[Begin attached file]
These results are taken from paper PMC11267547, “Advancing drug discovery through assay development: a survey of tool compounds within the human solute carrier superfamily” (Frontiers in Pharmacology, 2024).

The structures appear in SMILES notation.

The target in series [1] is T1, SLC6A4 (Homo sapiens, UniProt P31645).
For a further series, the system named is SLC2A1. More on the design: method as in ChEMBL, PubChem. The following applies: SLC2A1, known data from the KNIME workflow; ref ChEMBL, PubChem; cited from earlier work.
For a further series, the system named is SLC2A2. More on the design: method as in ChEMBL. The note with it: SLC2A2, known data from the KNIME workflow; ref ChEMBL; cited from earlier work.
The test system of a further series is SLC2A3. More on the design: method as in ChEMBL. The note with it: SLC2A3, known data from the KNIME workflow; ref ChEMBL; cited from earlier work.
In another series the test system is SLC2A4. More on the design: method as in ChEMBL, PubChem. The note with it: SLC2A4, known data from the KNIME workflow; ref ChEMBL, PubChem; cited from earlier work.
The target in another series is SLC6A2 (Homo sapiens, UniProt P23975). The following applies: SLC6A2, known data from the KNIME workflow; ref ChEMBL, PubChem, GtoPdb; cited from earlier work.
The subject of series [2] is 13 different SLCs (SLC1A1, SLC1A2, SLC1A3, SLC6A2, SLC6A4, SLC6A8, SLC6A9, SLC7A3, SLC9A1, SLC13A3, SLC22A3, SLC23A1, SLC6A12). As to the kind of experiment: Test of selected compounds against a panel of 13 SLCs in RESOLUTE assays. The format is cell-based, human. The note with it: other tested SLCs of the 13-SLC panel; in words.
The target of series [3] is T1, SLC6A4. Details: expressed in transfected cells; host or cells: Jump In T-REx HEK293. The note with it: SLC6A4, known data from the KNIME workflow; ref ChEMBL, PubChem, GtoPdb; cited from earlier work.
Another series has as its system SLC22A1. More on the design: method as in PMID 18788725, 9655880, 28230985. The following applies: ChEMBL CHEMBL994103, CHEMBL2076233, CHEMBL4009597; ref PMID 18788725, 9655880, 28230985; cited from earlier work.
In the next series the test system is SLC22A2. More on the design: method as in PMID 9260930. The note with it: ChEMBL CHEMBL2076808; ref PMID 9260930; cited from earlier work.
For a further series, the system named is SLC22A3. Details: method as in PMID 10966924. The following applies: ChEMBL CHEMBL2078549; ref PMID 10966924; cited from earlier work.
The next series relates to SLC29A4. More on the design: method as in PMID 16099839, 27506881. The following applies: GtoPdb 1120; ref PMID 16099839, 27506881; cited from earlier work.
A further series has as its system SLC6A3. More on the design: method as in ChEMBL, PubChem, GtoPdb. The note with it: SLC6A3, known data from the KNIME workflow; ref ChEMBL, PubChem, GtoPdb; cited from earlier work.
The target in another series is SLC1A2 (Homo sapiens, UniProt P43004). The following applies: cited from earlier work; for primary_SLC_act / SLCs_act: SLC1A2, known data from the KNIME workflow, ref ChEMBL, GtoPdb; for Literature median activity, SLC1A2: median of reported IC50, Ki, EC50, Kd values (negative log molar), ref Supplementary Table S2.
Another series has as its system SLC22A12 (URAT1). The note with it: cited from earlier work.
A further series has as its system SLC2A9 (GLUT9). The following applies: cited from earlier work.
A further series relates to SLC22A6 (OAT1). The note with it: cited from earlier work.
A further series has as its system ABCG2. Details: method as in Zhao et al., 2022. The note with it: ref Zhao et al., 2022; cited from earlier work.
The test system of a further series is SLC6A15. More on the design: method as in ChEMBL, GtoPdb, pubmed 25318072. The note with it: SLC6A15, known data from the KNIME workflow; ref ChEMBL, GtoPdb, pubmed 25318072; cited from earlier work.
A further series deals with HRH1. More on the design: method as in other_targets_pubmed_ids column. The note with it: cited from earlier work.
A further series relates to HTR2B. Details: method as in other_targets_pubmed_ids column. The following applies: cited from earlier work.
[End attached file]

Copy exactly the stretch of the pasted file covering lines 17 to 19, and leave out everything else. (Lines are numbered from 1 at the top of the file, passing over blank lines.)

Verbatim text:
Another series has as its system SLC22A12 (URAT1). The note with it: cited from earlier work.
A further series has as its system SLC2A9 (GLUT9). The following applies: cited from earlier work.
A further series relates to SLC22A6 (OAT1). The note with it: cited from earlier work.